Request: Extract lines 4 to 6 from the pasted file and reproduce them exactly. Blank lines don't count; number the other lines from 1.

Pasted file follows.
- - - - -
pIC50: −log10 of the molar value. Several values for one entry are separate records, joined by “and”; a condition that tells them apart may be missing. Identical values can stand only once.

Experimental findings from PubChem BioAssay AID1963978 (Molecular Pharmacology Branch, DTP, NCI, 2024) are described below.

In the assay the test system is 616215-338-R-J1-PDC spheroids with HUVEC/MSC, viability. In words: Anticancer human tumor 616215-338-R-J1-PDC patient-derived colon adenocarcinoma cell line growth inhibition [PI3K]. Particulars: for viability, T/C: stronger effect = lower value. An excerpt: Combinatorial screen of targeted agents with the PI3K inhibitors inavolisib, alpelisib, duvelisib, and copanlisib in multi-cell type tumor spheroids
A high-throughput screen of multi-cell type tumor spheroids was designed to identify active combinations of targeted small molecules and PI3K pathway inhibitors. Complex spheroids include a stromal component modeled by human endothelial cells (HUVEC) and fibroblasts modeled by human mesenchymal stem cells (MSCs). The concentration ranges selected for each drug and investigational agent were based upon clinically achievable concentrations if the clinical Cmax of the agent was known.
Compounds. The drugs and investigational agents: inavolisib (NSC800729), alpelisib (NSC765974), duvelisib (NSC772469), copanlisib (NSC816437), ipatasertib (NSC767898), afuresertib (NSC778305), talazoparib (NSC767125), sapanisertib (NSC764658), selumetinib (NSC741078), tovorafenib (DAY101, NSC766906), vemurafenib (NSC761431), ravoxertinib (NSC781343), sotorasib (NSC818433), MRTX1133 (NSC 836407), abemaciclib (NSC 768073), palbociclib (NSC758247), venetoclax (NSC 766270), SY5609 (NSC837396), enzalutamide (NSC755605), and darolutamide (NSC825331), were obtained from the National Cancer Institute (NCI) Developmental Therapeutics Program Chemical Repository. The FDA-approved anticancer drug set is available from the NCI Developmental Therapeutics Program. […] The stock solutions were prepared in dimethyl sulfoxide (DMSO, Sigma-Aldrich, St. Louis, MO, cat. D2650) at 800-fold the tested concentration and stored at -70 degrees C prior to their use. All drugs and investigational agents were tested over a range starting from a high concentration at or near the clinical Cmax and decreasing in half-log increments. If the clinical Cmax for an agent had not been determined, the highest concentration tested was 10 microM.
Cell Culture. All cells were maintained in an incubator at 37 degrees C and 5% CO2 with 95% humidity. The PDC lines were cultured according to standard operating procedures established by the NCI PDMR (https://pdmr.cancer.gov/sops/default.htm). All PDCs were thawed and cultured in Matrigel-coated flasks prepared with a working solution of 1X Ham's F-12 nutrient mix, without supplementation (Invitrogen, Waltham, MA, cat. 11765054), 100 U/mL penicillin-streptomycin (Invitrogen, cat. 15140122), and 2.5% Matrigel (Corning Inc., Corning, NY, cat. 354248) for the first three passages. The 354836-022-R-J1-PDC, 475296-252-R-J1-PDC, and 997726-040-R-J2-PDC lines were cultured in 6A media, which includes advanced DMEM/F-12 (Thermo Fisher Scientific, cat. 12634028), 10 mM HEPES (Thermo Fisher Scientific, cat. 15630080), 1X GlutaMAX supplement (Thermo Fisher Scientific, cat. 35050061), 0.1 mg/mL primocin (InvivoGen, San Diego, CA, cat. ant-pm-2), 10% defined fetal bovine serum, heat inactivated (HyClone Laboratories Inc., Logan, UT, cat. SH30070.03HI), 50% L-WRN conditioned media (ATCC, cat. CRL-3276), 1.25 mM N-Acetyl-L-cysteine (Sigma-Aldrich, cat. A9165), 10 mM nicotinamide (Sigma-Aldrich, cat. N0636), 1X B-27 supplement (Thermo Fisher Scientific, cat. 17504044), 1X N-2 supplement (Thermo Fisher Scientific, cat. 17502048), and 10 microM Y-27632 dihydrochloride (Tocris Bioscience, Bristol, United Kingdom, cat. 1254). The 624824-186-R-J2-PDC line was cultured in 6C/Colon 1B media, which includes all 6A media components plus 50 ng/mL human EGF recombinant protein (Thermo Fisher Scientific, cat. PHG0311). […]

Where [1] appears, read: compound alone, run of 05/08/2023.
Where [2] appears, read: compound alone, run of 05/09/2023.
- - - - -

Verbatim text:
A high-throughput screen of multi-cell type tumor spheroids was designed to identify active combinations of targeted small molecules and PI3K pathway inhibitors. Complex spheroids include a stromal component modeled by human endothelial cells (HUVEC) and fibroblasts modeled by human mesenchymal stem cells (MSCs). The concentration ranges selected for each drug and investigational agent were based upon clinically achievable concentrations if the clinical Cmax of the agent was known.
Compounds. The drugs and investigational agents: inavolisib (NSC800729), alpelisib (NSC765974), duvelisib (NSC772469), copanlisib (NSC816437), ipatasertib (NSC767898), afuresertib (NSC778305), talazoparib (NSC767125), sapanisertib (NSC764658), selumetinib (NSC741078), tovorafenib (DAY101, NSC766906), vemurafenib (NSC761431), ravoxertinib (NSC781343), sotorasib (NSC818433), MRTX1133 (NSC 836407), abemaciclib (NSC 768073), palbociclib (NSC758247), venetoclax (NSC 766270), SY5609 (NSC837396), enzalutamide (NSC755605), and darolutamide (NSC825331), were obtained from the National Cancer Institute (NCI) Developmental Therapeutics Program Chemical Repository. The FDA-approved anticancer drug set is available from the NCI Developmental Therapeutics Program. […] The stock solutions were prepared in dimethyl sulfoxide (DMSO, Sigma-Aldrich, St. Louis, MO, cat. D2650) at 800-fold the tested concentration and stored at -70 degrees C prior to their use. All drugs and investigational agents were tested over a range starting from a high concentration at or near the clinical Cmax and decreasing in half-log increments. If the clinical Cmax for an agent had not been determined, the highest concentration tested was 10 microM.
Cell Culture. All cells were maintained in an incubator at 37 degrees C and 5% CO2 with 95% humidity. The PDC lines were cultured according to standard operating procedures established by the NCI PDMR (https://pdmr.cancer.gov/sops/default.htm). All PDCs were thawed and cultured in Matrigel-coated flasks prepared with a working solution of 1X Ham's F-12 nutrient mix, without supplementation (Invitrogen, Waltham, MA, cat. 11765054), 100 U/mL penicillin-streptomycin (Invitrogen, cat. 15140122), and 2.5% Matrigel (Corning Inc., Corning, NY, cat. 354248) for the first three passages. The 354836-022-R-J1-PDC, 475296-252-R-J1-PDC, and 997726-040-R-J2-PDC lines were cultured in 6A media, which includes advanced DMEM/F-12 (Thermo Fisher Scientific, cat. 12634028), 10 mM HEPES (Thermo Fisher Scientific, cat. 15630080), 1X GlutaMAX supplement (Thermo Fisher Scientific, cat. 35050061), 0.1 mg/mL primocin (InvivoGen, San Diego, CA, cat. ant-pm-2), 10% defined fetal bovine serum, heat inactivated (HyClone Laboratories Inc., Logan, UT, cat. SH30070.03HI), 50% L-WRN conditioned media (ATCC, cat. CRL-3276), 1.25 mM N-Acetyl-L-cysteine (Sigma-Aldrich, cat. A9165), 10 mM nicotinamide (Sigma-Aldrich, cat. N0636), 1X B-27 supplement (Thermo Fisher Scientific, cat. 17504044), 1X N-2 supplement (Thermo Fisher Scientific, cat. 17502048), and 10 microM Y-27632 dihydrochloride (Tocris Bioscience, Bristol, United Kingdom, cat. 1254). The 624824-186-R-J2-PDC line was cultured in 6C/Colon 1B media, which includes all 6A media components plus 50 ng/mL human EGF recombinant protein (Thermo Fisher Scientific, cat. PHG0311). […]